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Monarch Butterflies 

From Michoacan to the Midwest

Background

The Monarch butterfly – a symbol of renewal and rebirth – is a poignant metaphor for the flow of people and trade between Mexico and Illinois. For centuries, 300 million butterflies have made an annual migration between central Mexico and Canada, with one large migratory pattern traversing Illinois.

Most of the Monarchs begin their journey in the state of Michoacán, especially in the forests near Patzcuaro. It takes four generations to make the round-trip. Eco-tourism is booming throughout Mexico, and U.S. tourists are among the 120,000 visitors to the Monarch Butterfly Biosphere each year. One town hosts a popular Monarch Festival in February.

Monarchs rely on milkweed for sustenance and to lay eggs. They consume a part of the plant that is toxic (to repel predators).

Illinois connections

Monarchs migrate northward over western Illinois, particularly Adams, Hancock and Henderson Counties. Their return trip cuts across the State in a southwesterly swath from Lake County to Metro East. Major sightings occur in DuPage, Livingston and Randolph Counties; there are dense roosting sites on farms and in forests between Pontiac and Kankakee.

In 1974, schoolchildren in Decatur began a campaign to name the Monarch Butterfly as the State Insect. The Illinois General Assembly approved it in 1975.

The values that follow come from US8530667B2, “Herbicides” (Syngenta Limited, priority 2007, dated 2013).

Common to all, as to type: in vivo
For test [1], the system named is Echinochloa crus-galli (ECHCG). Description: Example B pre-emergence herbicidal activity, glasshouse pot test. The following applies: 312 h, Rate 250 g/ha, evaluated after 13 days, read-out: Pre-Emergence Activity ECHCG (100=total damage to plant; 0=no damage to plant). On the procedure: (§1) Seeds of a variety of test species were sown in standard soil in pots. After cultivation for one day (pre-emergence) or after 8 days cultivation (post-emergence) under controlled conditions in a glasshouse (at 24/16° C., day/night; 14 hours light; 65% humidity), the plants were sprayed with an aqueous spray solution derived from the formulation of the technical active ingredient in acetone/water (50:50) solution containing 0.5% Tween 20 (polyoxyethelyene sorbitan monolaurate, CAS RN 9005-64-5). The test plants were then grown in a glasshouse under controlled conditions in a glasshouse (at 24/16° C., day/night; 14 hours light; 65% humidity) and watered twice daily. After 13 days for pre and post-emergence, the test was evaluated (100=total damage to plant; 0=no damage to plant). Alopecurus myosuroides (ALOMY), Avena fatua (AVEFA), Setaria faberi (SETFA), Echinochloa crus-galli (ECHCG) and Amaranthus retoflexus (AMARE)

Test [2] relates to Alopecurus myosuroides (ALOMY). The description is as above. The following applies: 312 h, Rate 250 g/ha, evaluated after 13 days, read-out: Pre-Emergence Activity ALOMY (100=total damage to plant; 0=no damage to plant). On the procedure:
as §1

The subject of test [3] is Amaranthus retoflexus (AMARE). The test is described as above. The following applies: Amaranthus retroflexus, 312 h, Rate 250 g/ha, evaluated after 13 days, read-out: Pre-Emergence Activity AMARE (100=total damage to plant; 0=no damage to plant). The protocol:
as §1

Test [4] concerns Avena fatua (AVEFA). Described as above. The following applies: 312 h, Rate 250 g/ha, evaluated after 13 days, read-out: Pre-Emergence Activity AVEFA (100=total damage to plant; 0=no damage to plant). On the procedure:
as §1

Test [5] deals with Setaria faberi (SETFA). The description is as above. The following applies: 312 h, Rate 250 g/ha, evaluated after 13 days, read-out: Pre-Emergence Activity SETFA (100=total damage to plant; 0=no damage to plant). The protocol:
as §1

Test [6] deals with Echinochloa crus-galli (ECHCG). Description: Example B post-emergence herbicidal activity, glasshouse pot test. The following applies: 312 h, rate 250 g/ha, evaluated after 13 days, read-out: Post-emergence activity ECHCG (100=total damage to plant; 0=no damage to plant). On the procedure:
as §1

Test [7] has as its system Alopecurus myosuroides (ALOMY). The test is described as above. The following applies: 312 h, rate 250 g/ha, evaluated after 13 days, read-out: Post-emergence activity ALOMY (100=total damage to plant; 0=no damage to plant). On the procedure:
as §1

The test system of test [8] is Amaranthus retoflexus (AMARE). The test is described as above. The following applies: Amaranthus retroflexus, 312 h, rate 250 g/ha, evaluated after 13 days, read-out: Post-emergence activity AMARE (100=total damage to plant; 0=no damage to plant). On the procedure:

Problems

Over the past decade, the number of Monarchs making the trip has dropped significantly. According to a census conducted by World Wildlife Fund, the population has dropped by 59 percent in just one year!

There are several factors for the decline:

  1. Illegal logging in Mexico and less tree cover throughout the migration.
  2. Eco-tourism may be too successful.
  3. Low water levels in Northern Mexico streams.
  4. Wildfires in Texas which destroyed habitat.
  5. 2012 Drought in the Midwest, which destroyed habitat and milkweed.
  6. Herbicides used on genetically-engineered corn which destroy milkweed.

Solutions

Mexico has cracked down on illegal logging, but loss of tree cover from Mexico to the Midwest remains a problem. Mexico has also reduced access to several of the colonies.

In Illinois, Governor Quinn has convened a Drought Task Force, is tackling climate change, and launched a $1 billion Clean Water Initiative to improve waterways and habitat.

Advocates for the Monarchs urge people to grow milkweed in their yards, and urge farmers to use herbicides which are less destructive to milkweed.